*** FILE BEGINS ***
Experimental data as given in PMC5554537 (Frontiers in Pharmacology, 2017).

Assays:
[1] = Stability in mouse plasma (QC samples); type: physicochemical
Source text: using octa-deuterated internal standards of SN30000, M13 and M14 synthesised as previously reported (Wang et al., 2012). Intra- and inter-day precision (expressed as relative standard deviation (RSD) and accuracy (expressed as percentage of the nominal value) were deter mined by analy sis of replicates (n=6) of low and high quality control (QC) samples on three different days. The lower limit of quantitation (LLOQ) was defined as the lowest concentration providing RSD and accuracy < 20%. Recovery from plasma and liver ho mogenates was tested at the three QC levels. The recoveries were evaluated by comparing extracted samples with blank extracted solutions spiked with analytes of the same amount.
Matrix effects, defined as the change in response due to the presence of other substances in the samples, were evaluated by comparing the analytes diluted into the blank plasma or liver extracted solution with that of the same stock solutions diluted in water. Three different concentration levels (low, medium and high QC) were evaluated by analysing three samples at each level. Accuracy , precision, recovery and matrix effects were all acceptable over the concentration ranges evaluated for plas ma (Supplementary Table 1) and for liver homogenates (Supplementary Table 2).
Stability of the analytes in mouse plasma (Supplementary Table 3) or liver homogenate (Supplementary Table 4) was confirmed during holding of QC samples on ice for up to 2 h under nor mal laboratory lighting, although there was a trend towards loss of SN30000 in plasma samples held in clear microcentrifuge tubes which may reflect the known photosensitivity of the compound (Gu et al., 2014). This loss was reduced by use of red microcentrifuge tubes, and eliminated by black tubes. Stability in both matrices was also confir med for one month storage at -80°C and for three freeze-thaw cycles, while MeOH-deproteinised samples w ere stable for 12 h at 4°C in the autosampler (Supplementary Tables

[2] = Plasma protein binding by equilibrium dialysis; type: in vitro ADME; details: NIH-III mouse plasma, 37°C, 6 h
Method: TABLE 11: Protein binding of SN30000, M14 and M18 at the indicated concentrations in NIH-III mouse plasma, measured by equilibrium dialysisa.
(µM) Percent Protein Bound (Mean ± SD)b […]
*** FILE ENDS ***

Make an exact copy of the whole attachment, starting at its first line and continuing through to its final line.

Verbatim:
Experimental data as given in PMC5554537 (Frontiers in Pharmacology, 2017).

Assays:
[1] = Stability in mouse plasma (QC samples); type: physicochemical
Source text: using octa-deuterated internal standards of SN30000, M13 and M14 synthesised as previously reported (Wang et al., 2012). Intra- and inter-day precision (expressed as relative standard deviation (RSD) and accuracy (expressed as percentage of the nominal value) were deter mined by analy sis of replicates (n=6) of low and high quality control (QC) samples on three different days. The lower limit of quantitation (LLOQ) was defined as the lowest concentration providing RSD and accuracy < 20%. Recovery from plasma and liver ho mogenates was tested at the three QC levels. The recoveries were evaluated by comparing extracted samples with blank extracted solutions spiked with analytes of the same amount.
Matrix effects, defined as the change in response due to the presence of other substances in the samples, were evaluated by comparing the analytes diluted into the blank plasma or liver extracted solution with that of the same stock solutions diluted in water. Three different concentration levels (low, medium and high QC) were evaluated by analysing three samples at each level. Accuracy , precision, recovery and matrix effects were all acceptable over the concentration ranges evaluated for plas ma (Supplementary Table 1) and for liver homogenates (Supplementary Table 2).
Stability of the analytes in mouse plasma (Supplementary Table 3) or liver homogenate (Supplementary Table 4) was confirmed during holding of QC samples on ice for up to 2 h under nor mal laboratory lighting, although there was a trend towards loss of SN30000 in plasma samples held in clear microcentrifuge tubes which may reflect the known photosensitivity of the compound (Gu et al., 2014). This loss was reduced by use of red microcentrifuge tubes, and eliminated by black tubes. Stability in both matrices was also confir med for one month storage at -80°C and for three freeze-thaw cycles, while MeOH-deproteinised samples w ere stable for 12 h at 4°C in the autosampler (Supplementary Tables

[2] = Plasma protein binding by equilibrium dialysis; type: in vitro ADME; details: NIH-III mouse plasma, 37°C, 6 h
Method: TABLE 11: Protein binding of SN30000, M14 and M18 at the indicated concentrations in NIH-III mouse plasma, measured by equilibrium dialysisa.
(µM) Percent Protein Bound (Mean ± SD)b […]